Malawian President Joyce Banda has said her country will take the long-standing dispute with Tanzania over Lake Malawi to the International Court of Justice for arbitration.
DW's correspondent in Blantyre, George Mhango, says President Banda decided to call for arbitration following reports that Tanzania had arrested and harassed Malawian fishermen in the disputed waters.
"I have decided to take to the International Court of Justice to determine and resolve this wrangle," Banda said, “the issue has gone too far and Malawi will seek international help to ensure that justice prevails."
She said her country had cancelled a fresh round of talks in Tanzania last month after Lilongwe discovered that Tanzania's cartographers had already redrawn the border.
"We decided to call off the follow-up dialogue meeting over the lake issue after we discovered that Tanzania had issued a new map with part of our lake."
President Banda is also concerned that Tanzania has threatened to blow up Malawian boats in the disputed waters.
"It is serious now. We have been informed by Tanzania that our boats should stop sailing on the lake otherwise they will blow them up," said Banda.
Last month's talks hosted by Malawi ended in a dead-lock after the two neighboring states said they had failed to find any common ground and differences still remained.
Malawi and Tanzania have been bickering over the largely undeveloped swathe of Lake Malawi, where Lilongwe has awarded a licence to British firm Surestream to explore for oil in northeastern waters near Tanzania.
Malawi claims ownership of the entire lake under an 1890 accord. Tanzania disputes Malawi's interpretation of that 19th century agreement and wants a halt to the oil exploration currently under way so as to pave the way for a diplomatic resolution.
Tanzanian reaction to Malawi's claims
Tanzania rejects Malawi's claims saying it's only defending its territorial integrity.Tanzania claims that 50 percent of the lake which forms its border with Malawi is part of its territory.
Tanzanian Foreign Affairs Minister, Bernard Membe, last week told reporters that "exploration activities in the northeast part of the lake should be shelved to pave way for the ongoing discussions to resolve the crisis."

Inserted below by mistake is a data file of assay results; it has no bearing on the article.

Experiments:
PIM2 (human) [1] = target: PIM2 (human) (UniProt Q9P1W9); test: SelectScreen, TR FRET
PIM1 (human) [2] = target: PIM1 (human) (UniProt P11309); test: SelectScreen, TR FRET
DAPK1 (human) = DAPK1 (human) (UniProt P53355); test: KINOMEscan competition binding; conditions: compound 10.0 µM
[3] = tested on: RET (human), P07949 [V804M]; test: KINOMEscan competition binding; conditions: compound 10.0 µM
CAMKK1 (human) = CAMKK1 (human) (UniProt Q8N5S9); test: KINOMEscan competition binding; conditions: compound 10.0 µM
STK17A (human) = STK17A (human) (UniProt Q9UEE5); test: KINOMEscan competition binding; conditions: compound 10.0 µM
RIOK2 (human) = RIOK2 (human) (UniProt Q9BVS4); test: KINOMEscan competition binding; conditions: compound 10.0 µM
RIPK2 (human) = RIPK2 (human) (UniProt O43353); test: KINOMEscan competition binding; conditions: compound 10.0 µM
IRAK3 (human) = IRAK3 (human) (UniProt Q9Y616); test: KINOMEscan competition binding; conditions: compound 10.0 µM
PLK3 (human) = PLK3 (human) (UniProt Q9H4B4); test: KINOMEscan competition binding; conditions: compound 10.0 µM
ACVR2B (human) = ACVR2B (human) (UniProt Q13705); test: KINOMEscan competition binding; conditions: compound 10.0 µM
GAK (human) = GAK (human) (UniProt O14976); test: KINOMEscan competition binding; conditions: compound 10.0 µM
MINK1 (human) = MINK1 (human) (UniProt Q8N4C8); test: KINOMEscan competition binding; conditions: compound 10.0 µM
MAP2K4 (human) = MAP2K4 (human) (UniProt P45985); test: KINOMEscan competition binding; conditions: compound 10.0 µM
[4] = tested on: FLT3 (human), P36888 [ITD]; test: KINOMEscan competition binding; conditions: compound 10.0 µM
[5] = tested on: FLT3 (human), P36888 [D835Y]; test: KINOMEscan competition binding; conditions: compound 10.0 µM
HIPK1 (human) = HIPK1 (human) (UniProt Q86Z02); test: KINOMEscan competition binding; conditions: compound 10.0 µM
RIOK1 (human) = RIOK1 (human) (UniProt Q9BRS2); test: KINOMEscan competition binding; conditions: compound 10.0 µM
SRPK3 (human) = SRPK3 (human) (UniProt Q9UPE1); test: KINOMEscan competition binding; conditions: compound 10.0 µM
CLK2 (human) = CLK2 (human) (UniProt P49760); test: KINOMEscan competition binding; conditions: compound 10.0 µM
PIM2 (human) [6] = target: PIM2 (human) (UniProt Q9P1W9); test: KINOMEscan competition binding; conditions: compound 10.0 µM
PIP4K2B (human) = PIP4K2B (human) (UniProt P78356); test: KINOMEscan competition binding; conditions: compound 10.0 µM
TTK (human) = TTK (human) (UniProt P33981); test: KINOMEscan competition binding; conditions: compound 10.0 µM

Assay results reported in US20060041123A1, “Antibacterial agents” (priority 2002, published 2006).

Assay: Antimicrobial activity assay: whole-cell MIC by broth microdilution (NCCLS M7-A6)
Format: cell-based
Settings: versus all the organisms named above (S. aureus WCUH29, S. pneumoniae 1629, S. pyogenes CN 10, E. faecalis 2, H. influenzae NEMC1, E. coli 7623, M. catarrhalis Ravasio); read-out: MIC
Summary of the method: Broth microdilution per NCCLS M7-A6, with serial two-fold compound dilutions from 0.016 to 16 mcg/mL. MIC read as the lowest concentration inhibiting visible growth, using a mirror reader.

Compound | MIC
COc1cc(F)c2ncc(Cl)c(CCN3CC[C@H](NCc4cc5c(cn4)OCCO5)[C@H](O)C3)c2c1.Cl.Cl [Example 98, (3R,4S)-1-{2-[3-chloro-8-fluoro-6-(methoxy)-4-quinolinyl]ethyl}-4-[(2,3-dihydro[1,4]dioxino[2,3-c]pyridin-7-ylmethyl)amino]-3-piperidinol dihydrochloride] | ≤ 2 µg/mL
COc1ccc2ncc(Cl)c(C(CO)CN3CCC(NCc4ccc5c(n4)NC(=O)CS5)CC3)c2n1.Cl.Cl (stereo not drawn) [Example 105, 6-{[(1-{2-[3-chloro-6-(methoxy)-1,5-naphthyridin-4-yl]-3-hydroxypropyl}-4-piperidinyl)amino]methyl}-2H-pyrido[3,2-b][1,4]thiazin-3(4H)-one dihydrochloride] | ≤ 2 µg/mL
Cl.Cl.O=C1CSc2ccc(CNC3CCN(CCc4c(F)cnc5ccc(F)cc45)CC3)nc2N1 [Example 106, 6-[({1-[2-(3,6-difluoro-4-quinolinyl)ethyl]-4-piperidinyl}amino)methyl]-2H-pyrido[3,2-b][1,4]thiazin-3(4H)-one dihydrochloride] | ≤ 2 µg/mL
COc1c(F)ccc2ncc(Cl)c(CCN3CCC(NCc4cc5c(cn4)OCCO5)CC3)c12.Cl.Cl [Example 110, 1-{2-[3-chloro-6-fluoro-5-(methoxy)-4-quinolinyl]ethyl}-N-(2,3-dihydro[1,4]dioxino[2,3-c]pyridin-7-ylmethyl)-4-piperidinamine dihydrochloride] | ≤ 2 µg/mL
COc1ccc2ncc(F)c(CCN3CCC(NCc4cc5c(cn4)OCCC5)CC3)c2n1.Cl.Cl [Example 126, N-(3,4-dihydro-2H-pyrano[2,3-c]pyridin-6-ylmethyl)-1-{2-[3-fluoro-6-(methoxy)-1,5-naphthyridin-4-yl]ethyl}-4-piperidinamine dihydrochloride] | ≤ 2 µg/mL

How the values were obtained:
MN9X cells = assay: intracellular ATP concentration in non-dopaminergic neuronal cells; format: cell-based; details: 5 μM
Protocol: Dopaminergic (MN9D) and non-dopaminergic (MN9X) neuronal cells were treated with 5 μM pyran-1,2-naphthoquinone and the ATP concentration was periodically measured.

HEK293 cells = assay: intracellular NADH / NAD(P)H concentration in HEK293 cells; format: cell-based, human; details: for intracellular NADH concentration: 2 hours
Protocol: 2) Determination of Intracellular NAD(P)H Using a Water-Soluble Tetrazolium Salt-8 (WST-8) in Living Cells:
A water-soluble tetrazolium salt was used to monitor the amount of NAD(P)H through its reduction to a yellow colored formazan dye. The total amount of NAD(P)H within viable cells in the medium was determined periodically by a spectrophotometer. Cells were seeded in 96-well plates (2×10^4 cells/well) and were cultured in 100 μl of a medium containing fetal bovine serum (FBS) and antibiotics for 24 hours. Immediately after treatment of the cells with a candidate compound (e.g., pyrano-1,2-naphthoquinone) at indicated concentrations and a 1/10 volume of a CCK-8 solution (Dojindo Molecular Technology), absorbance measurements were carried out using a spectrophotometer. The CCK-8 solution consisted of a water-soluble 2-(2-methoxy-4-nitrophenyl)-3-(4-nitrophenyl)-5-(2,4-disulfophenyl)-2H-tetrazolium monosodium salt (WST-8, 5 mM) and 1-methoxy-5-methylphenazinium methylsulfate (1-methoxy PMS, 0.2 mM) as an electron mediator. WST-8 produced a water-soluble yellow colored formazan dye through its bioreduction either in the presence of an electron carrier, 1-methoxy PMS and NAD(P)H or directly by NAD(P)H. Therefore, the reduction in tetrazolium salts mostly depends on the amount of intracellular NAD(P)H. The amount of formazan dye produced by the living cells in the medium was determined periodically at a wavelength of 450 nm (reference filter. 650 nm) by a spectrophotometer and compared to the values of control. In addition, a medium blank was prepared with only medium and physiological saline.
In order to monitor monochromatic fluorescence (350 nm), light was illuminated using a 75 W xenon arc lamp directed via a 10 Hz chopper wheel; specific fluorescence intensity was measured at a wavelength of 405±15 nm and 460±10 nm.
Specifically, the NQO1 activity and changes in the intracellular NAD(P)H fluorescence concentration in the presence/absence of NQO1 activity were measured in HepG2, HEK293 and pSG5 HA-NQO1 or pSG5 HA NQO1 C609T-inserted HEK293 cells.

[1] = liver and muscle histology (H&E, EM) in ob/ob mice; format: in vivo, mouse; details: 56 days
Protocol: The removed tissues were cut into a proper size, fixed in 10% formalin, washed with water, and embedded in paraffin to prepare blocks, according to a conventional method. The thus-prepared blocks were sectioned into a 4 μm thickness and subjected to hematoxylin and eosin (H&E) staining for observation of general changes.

Reiterating the minister's stand on the matter, Tanzania's government spokesman Assah Mwambene told DW the two neighbors can settle the matter out of court and amicably through the ongoing negotiations.
However, Mwambene also warned that any action or development within the area claimed by Tanzania will be a sign of provocation and Tanzania will react immediately.
He also denied allegations that his country had arrested and harassed Malawian fishermen.
"What we did was a routine patrol concerning the use of illegal fish nets," said Mwambene," the majority of those arrested were Tanzanians and only two Malawians."
In September 2011, the government of Malawi's late president Bingu wa Mutharika awarded a British firm, Surestream Petroleum, a licence to prospect for oil and gas on the giant lake. The company has been conducting an environmental impact assessment.
The 29,600 square kilometre(11,196 square miles) lake is Africa's third-largest freshwater lake. In Tanzania, the lake is called Lake Nyasa, which is taken from Malawi's colonial name.
In the meantime UN Secretary General Ban Ki Moon has commended Tanzania for seeking peaceful solutions in its Lake Nyasa border dispute with neighboring Malawi, insisting that dialogue is the right way to address the matter.